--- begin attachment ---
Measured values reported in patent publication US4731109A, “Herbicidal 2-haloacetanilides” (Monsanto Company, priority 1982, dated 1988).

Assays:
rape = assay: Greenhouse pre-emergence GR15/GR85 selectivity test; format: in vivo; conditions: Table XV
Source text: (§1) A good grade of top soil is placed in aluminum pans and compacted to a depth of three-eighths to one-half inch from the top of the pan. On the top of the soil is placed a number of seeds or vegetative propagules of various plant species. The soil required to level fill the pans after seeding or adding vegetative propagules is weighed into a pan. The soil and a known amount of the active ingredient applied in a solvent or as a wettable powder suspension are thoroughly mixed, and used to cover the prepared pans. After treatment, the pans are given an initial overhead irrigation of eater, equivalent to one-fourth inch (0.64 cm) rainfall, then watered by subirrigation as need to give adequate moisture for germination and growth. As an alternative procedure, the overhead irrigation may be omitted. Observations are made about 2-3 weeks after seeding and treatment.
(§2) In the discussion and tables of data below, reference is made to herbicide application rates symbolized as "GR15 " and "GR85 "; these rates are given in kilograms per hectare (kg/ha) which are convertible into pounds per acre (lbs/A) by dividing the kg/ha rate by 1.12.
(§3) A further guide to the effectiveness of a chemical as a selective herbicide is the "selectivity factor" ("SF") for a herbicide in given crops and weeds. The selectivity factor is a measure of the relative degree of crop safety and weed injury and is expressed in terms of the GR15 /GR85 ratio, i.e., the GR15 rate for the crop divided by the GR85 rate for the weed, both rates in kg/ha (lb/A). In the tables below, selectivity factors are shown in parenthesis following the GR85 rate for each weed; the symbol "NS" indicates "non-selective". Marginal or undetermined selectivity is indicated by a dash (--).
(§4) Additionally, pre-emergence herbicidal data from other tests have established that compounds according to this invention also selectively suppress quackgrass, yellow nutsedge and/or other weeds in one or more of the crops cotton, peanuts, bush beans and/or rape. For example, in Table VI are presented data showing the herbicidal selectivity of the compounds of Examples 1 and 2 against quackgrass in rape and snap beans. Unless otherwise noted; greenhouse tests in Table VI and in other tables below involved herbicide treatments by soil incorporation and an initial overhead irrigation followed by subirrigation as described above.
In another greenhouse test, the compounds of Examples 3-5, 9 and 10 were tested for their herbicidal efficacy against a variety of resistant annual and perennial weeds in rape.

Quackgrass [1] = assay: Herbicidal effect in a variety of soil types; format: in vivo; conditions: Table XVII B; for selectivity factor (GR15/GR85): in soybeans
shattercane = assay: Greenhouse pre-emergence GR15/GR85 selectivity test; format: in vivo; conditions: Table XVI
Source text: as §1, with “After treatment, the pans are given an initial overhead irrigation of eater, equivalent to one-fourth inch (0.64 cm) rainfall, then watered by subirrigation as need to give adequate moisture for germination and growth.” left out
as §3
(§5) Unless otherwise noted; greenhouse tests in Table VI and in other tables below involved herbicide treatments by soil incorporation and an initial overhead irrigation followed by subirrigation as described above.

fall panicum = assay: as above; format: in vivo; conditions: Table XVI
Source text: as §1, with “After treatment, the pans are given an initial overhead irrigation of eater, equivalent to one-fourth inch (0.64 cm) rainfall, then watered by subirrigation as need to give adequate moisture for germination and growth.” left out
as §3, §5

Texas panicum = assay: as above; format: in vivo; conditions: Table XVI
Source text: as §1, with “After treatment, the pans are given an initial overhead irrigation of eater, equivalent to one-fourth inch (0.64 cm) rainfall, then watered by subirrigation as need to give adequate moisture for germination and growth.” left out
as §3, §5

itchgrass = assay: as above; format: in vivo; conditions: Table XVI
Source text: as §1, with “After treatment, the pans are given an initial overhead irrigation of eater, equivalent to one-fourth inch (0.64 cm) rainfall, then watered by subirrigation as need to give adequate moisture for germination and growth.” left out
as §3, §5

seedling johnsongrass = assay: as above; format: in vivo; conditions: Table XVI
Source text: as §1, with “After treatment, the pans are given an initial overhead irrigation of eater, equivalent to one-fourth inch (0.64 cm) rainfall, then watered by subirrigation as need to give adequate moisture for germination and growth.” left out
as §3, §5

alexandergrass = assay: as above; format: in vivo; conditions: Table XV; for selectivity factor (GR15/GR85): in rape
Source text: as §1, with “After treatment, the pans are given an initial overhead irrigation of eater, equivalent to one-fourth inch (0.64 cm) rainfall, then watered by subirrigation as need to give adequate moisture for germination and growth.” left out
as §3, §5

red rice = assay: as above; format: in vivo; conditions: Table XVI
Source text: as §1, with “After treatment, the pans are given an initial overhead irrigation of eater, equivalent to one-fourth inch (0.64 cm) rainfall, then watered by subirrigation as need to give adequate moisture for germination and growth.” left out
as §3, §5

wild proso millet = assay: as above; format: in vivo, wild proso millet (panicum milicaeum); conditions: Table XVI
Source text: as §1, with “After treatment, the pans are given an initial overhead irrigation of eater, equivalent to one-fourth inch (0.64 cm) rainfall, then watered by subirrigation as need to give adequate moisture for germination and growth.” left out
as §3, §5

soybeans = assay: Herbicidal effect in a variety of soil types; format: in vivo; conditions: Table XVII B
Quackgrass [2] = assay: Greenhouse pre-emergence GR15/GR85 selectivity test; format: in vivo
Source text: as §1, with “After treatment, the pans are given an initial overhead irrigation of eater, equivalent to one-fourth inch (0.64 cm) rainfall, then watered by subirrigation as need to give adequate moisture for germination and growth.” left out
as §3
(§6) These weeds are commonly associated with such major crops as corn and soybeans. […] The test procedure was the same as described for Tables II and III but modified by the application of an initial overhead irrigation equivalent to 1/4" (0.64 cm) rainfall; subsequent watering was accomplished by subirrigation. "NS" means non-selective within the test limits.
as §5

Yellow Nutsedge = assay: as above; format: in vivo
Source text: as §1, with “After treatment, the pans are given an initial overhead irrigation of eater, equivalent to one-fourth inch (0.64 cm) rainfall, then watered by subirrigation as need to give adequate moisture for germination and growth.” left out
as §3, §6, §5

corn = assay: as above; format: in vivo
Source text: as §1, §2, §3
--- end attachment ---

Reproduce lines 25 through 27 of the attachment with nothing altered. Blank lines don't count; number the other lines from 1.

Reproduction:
as §3, §5

alexandergrass = assay: as above; format: in vivo; conditions: Table XV; for selectivity factor (GR15/GR85): in rape
Source text: as §1, with “After treatment, the pans are given an initial overhead irrigation of eater, equivalent to one-fourth inch (0.64 cm) rainfall, then watered by subirrigation as need to give adequate moisture for germination and growth.” left out